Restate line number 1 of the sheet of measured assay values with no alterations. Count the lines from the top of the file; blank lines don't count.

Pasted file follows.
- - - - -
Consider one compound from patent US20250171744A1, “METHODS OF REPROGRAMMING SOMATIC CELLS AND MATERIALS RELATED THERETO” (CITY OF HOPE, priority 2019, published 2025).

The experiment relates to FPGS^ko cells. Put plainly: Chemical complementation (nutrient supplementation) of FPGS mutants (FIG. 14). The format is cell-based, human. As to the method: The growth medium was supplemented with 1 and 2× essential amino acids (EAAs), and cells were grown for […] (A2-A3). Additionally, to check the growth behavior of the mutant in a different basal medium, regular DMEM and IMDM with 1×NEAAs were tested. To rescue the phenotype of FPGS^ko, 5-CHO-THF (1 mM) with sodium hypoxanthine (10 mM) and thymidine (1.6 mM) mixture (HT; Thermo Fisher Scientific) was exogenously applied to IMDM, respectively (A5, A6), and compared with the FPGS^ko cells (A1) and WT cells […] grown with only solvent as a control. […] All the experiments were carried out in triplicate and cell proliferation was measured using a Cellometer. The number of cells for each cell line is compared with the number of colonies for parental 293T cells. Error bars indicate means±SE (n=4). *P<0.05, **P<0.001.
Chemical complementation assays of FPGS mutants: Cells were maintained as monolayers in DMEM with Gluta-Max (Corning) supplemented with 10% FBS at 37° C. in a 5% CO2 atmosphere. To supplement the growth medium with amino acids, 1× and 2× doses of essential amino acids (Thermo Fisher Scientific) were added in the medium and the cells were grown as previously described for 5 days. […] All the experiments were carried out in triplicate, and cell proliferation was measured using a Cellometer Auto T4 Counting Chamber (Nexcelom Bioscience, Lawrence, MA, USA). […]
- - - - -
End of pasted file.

Consider one compound from patent US20250171744A1, “METHODS OF REPROGRAMMING SOMATIC CELLS AND MATERIALS RELATED THERETO” (CITY OF HOPE, priority 2019, published 2025).